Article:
It's been a pretty uneventful couple of days. Mostly just watching a lot of movies, listening to a lot of music and drinking more than my fair share of water.

It's also given me time to reflect on where my healthy habits went astray to cause this sickness. In this case, you don't need to be Sherlock Holmes to figure out what went wrong. It can all be traced back to last Monday.

Monday happened to be a day off from work for me. Since my job at the Free Press is generally confined to a desk, my days off usually consist of anything but sitting around. Monday was no exception. Here's a breakdown of my activity that day, with the events being in order of occurrence:

  • 90 minutes of racquetball (apparently a pretty intense session, as my coworker claimed to be worn down from it the next day)
  • 5-mile run
  • 40 minutes of rowing
  • Donating/selling plasma
  • 60 minutes of biking

Now, even without the plasma donation, that's a lot of physical activity draining water from my system throughout the day. Since plasma donation generally takes about a half-gallon of water from your system (and leaves you more susceptible to the flu, as mentioned in a previous post), it's not too far-fetched to believe that I was extremely dehydrated by the end of that day.

In my defense, I thought I knew what I was doing. I've donated my fair share of plasma, and I'm usually pretty good about keeping myself hydrated for it. If that wasn't enough, I gave myself a few hours after the donation to take a nap and drink some water before I decided to hop on an exercise bike at the Y and watch the Timberwolves game.

I felt fine after the biking and figured I took the proper precautions for such a cardio-filled day. However, when I woke up the next day feeling sore all over with a dry throat, it became pretty obvious that I bit off more than I could chew.

Two days later, enter sickness stage right.

Coincidence? I'm thinking no.

Friday, February 4, 2011

Beer and running: A health & fitness odd couple

I like to think my blog touches on topics that go beyond your garden variety health & fitness topics.

In the past, I've blogged about everything from snowshoeing to plasma donation to an ill-fated bike trip to Pizza Hut. However, one topic I've been somewhat reluctant to write about is beer.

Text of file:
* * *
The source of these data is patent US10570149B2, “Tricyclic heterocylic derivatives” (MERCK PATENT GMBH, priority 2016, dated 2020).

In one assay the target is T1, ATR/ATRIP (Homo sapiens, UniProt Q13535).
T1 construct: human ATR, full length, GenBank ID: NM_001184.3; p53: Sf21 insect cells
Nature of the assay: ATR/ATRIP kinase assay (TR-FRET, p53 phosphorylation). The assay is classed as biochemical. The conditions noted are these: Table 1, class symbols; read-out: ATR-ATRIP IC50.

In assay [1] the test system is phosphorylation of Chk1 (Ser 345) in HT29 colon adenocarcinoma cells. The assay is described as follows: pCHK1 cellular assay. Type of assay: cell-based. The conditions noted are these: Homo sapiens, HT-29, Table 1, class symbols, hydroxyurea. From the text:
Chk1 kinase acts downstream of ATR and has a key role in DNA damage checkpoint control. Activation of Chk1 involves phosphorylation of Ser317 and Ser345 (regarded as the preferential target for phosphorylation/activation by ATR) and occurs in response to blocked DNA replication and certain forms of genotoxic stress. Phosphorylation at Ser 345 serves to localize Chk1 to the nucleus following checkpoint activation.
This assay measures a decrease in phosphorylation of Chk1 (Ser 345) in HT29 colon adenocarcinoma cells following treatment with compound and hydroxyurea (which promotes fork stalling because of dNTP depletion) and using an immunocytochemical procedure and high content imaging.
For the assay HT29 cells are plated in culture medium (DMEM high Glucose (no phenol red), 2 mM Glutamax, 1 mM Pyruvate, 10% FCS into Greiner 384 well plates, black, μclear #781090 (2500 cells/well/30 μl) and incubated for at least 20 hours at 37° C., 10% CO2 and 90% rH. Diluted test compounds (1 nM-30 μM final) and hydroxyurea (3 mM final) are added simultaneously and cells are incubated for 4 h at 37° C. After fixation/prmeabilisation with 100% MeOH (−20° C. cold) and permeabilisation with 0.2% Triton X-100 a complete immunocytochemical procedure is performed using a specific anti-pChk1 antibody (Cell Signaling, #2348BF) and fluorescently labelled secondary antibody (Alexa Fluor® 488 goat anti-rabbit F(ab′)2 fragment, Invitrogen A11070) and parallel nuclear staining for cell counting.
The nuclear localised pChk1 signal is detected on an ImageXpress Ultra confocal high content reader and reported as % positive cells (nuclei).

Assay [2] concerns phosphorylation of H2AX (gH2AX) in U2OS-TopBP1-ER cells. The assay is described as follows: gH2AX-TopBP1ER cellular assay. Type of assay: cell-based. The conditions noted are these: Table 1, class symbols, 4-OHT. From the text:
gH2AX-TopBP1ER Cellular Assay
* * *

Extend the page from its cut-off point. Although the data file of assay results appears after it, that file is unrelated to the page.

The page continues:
I touch on the topic from time to time (including my still-favorite stop on RAGBRAI that featured free beer and hot dogs). But for the most part, I try to keep my content relatively newspaper-friendly, seeing as how my blog is through the Free Press and all.

In that regard, I guess the Beer Runner need not worry about offending his employer. At least as far as beer is concerned.
For those that are unfamiliar, the Beer Runner is a blogger through Draft Magazine, a bi-monthly publication dedicated to -- you guessed it -- beer. However, unlike other beer-related bloggers, the Beer Runner also has a legitimate health and fitness aspect to it.

The blog's author (Tim Cigelske) happens to be an avid runner who is currently training for the Catalina Island Marathon and the Chicago Lakefront 50K, both taking place in March. In honor of World Running Day (which took place on November 7), he wrote an entry titled "50 Reasons to Love Running."

Of course, as the namesake would suggest, the Beer Runner also posts plenty of entries about beer. He is currently trying to complete a year-long challenge of running at least a mile and drinking at least a beer everyday (at present, he is at 124 days). He also has entries about how running is the perfect cure for a hangover and how beer tastes so much better after running.

Are these topics you're likely to find in an average health and fitness publication? Probably not. But are they topics that many -- including exercise junkies like myself who enjoy a good beer from time to time -- find interesting. You betcha.

Kudos, Beer Runner. You have a new fan.